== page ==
Topics on Current Spanish Culture: Steps Towards a New Society? (Service-Learning Course)
ISA Study Center with Universidad Internacional Menéndez Pelayo-Sevilla
Area of Study
Taught In English
Recommended U.S. Semester Credits3
Recommended U.S. Quarter Units4
Hours & Credits
Course Description: This pandemic will pass into history. The way in which it passes will shape Spain for the future. The decisions that have been taken and the consequences are having an impact in all aspects of our life, including the culture. This course employs a cultural anthropological approach to the study of modern day Spain with a particular focus on Andalusia, the diversity of its peoples, and the challenges that we are facing. It shall analyze the evolution of Spanish culture and values in the 21st century, including the post pandemic scenario, through the examination of some of the complexities/concerns that qualify current Andalusia reality (and that of Spain overall) including social integration, education, gender relations, migration, unemployment and housing.
This course is partly based on collaborative learning with tasks that shall generate positive interdependence among participants as well as tasks that require an active role within Andalusian society. As cultural studies is a cross-cutting field-based science that emphasizes direct participation in a culture, students will be able to participate in service-learning projects. This component of the course strives to facilitate students´ access to a more profound understanding of current day Andalusia, while increasing their ability to critically examine challenges in the world around them, and make a real difference through personal agency. This will reflected in a specific certification.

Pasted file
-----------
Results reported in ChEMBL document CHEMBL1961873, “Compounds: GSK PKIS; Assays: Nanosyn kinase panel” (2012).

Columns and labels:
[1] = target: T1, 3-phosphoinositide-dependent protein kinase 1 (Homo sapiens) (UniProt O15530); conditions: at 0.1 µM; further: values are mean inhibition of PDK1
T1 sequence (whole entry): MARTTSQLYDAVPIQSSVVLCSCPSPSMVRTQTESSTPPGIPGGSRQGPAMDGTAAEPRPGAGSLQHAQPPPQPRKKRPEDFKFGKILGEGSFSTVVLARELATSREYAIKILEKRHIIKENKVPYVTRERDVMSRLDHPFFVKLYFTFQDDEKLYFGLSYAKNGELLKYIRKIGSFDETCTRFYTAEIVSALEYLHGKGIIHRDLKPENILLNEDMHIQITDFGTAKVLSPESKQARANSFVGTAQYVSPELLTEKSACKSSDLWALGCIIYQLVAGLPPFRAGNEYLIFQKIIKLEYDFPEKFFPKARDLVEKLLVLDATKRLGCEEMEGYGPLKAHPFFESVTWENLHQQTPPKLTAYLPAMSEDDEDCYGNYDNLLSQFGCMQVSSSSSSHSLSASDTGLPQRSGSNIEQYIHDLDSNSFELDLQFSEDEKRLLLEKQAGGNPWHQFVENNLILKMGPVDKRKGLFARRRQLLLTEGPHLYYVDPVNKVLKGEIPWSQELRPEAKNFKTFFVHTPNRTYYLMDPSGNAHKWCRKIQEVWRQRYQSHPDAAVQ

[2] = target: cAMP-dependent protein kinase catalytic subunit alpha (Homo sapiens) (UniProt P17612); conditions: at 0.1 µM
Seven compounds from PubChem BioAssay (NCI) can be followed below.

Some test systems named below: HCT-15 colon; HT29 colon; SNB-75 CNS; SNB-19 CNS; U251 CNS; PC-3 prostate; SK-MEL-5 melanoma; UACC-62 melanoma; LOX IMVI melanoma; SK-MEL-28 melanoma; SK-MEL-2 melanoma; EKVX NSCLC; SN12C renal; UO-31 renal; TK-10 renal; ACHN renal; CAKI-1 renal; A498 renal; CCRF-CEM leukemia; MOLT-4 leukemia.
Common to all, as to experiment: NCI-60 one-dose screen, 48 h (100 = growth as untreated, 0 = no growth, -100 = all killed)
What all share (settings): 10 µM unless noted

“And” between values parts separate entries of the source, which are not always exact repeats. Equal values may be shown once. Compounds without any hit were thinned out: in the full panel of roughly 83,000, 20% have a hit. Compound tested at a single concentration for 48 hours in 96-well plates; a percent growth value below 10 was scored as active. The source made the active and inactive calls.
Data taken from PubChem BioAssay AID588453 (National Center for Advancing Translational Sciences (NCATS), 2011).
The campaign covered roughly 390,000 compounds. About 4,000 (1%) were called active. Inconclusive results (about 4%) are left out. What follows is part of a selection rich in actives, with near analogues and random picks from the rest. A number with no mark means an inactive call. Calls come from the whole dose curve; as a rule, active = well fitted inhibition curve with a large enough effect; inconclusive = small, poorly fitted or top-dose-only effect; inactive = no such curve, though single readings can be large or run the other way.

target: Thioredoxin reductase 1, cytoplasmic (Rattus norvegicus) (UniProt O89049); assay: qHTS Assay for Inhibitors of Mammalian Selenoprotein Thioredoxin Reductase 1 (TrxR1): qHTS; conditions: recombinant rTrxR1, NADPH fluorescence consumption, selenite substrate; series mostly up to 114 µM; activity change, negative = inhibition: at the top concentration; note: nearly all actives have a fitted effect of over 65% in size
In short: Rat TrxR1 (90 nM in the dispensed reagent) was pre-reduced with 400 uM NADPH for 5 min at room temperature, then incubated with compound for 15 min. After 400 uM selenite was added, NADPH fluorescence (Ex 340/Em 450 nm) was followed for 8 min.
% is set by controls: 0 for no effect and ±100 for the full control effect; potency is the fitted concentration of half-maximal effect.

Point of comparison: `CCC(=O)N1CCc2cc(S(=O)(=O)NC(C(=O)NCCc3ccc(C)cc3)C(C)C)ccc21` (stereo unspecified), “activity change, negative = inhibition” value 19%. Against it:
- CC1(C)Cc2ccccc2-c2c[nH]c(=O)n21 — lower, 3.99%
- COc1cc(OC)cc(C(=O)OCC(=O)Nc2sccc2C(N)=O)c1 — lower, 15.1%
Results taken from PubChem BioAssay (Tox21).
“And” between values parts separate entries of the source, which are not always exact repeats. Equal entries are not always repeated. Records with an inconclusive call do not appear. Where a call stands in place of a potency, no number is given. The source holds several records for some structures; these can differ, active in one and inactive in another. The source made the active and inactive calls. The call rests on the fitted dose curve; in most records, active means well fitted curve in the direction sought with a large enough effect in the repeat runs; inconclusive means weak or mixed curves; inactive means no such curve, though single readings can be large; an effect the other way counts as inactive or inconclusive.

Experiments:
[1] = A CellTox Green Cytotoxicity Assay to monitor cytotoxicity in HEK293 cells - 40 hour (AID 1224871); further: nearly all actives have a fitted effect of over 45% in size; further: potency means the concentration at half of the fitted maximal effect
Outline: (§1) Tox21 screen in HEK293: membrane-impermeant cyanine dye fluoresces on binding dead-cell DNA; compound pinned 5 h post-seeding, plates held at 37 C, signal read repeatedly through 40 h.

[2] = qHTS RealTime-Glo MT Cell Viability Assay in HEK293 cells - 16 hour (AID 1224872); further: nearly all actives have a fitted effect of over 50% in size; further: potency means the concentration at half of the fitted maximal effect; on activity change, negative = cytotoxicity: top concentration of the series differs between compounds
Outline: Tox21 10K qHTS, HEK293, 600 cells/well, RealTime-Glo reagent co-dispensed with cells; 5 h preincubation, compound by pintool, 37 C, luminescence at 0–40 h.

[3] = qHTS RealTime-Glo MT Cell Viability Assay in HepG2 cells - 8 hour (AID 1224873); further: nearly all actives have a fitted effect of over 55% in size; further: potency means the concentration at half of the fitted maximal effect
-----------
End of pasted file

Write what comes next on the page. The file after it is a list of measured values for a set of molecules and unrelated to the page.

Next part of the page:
· Students will expand their understanding of contemporary Spanish history and culture, be able to know the current challenges faced by Spanish society today with a special focus on the pandemic and the changes that has brought to the Spanish society.
· Students will gain additional insight into current day Spain/Andalusia through a closer observation of Sevillian culture.
· Students will increase their intercultural competence through the study of course content and the interaction with Spanish society.
· Students will enhance their critical thinking and writing skills by analysing service learning experiences in relation to class content.
1. Introduction to the basic knowledge of Cultures, Societies and Identities:
1.1. Humankind, bodies, cultures and traditions. Societies. Identities. Stereotypes.
1.2. Languages and Communication. Multilayer approach.
1.3. Dimensions of diversity.
2. Cultural Divides, Cultural Challenges: Finding Common Ground
2.1. The Success or Lack of Social Integration.
2.2. Adapting to Multiculturalism in the Classroom
2.3. Adult Educational Programs.
2.4. The Question of Identity. Central and peripheral regions.
2.5. Globalization and the Spanish - Andalusian Lifestyle and the recent changes.
3. Life before and after the Pandemic:
3.1. Challenging customs and habits.
3.2. Sociological and historical changes of the Spanish population.
3.3. New definition of family and gender roles.